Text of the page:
So Many Wizards, Warm Nothing

Kerri O'Malley

So Many Wizards, Warm Nothing [JAXART]

The idea of escape has become almost warped by a barrage of dreamy acts whose lyrics wind around the impossible and intangible, skating emotional catharsis in favor of indulgent fantasies. So many pied pipers leading to the Land of Nod. Grease the gates and escape is easy; cares melt quick. But escape isn’t meant to be an open door. It requires a conscious decision to disengage. Escape needs to be fought for against an adversary, even if the opposition is your own shadow.

LA’s So Many Wizards introduces a sweet hint of struggle into their otherwise dreamy debut LP, Warm Nothing. Band founder Nima Kazerouni’s childhood escape from war- torn Iran and his subsequent cross-continental shuffling may have helped shaped the band’s slightly more hard-won take on letting go and getting out.

A first for the band as a whole, Warm Nothing is preceded by Kazerouni’s earlier solo EPs, and yes, there is something lost in adding more minds to the meld. Warm Nothing blends together more seamlessly than Kazerouni’s earlier efforts, which often whitewashes over the small windows in each song. But beneath the spackle, these Pacific Coast boys have two shots more fight in them than your average day-tripper.

The album’s opening number, “Never Wake Up,” matches floating observations with the frustration of inactivity. It shouts WAKE UP and lulls you to sleep in the same sugared breath. “Inner City” sounds oddly like a Christmas carol, but the narrator squashes any holiday spirit, feeling trapped and stripped of something he remembers as better. Still, Kazerouni asks the subject of his song to “hold on,” confident that everything will change. In a falsetto so high-in-the-sky it’s almost untouchable, Kazerouni sings, “I hope you don’t die” to a stuck-in-the-mud companion in “Peru,” reaching backwards into the void to offer a hand out.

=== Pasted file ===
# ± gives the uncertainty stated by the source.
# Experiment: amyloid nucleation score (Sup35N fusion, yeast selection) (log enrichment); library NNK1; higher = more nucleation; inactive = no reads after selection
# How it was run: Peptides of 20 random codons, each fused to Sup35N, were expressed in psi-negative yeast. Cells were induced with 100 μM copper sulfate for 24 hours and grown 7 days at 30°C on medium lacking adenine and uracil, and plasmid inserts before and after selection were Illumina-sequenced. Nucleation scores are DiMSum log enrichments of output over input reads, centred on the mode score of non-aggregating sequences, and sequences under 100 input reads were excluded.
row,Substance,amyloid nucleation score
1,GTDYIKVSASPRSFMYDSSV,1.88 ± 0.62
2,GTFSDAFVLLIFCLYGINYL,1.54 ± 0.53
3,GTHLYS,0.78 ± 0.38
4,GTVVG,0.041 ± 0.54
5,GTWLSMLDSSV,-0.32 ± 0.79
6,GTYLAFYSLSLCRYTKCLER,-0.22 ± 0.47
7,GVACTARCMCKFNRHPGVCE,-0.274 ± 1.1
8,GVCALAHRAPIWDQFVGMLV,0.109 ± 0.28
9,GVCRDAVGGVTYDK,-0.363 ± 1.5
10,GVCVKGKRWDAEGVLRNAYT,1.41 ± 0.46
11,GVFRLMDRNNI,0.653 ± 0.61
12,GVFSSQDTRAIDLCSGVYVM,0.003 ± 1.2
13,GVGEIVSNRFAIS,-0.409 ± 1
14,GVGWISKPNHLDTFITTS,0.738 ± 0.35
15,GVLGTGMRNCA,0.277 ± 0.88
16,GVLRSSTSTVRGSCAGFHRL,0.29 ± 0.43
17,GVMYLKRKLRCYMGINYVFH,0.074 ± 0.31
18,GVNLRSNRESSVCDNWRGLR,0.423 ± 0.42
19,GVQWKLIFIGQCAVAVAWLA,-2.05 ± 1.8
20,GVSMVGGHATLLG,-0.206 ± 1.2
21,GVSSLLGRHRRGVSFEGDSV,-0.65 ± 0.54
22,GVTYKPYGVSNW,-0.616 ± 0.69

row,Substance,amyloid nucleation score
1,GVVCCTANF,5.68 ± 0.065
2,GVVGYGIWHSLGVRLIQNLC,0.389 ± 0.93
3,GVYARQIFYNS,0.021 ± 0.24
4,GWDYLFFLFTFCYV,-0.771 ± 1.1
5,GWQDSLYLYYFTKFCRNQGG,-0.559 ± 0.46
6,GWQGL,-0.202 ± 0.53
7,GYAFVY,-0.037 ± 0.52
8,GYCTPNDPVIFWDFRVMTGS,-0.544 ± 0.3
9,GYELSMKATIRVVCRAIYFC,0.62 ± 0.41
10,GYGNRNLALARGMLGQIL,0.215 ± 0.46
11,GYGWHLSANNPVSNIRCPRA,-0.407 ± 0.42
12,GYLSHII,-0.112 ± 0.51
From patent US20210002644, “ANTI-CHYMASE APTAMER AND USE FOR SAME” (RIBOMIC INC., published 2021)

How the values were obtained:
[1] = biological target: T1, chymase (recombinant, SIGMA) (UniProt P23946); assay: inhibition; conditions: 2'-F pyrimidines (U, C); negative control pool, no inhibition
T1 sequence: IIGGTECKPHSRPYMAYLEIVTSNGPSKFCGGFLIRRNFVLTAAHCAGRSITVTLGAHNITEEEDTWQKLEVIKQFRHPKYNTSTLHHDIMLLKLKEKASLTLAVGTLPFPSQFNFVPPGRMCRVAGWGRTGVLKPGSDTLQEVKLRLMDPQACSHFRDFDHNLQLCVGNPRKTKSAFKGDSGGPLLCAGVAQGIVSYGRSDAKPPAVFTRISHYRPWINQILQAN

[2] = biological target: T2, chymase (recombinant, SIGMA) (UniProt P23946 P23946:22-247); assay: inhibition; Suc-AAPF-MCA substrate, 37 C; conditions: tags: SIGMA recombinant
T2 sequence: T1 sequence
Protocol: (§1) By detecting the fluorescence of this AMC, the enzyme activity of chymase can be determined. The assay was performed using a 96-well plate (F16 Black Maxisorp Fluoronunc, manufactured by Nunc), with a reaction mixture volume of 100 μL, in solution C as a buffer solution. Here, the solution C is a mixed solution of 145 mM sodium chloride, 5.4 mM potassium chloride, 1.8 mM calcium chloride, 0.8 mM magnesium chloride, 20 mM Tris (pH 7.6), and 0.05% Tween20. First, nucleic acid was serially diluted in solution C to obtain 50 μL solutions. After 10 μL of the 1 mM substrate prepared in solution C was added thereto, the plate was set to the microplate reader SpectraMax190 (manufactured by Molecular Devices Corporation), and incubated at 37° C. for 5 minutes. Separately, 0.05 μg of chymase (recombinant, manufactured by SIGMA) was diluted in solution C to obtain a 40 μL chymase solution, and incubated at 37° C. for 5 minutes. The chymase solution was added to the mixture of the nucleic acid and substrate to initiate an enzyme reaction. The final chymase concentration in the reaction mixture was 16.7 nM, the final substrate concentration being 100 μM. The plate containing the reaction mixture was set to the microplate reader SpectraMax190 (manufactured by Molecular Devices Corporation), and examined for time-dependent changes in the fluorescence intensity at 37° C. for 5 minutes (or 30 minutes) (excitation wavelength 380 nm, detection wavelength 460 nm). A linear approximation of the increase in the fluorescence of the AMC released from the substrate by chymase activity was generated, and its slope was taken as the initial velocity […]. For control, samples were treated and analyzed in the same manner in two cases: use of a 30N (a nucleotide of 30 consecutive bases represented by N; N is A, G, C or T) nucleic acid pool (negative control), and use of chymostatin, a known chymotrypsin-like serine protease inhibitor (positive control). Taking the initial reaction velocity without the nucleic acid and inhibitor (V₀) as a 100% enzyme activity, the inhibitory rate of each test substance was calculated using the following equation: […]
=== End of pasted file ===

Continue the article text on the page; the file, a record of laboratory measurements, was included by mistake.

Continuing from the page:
“Yeah Right” admits the inevitability of time, but also knows it will “take its time on me,” echoing the sentiments of “Happy Birthday,” as Kazerouni sings, “I’m never gonna grow old too fast.” Rooted in reality but cloaked as illusions, these songs cement the fact that there can’t be a “too fast” for time – it stays steady regardless of our anxieties and hopes.

Capped off by the delicate “Deep Down,” both a back-together ballad and an anthem for anyone trying to escape their own hang-ups, Warm Nothing holds both lock and key to getting free. A bit more than your average soundtrack to a snooze, So Many Wizards offer the kind of meditative, fuck-this mantras that can really send a mind somewhere else.

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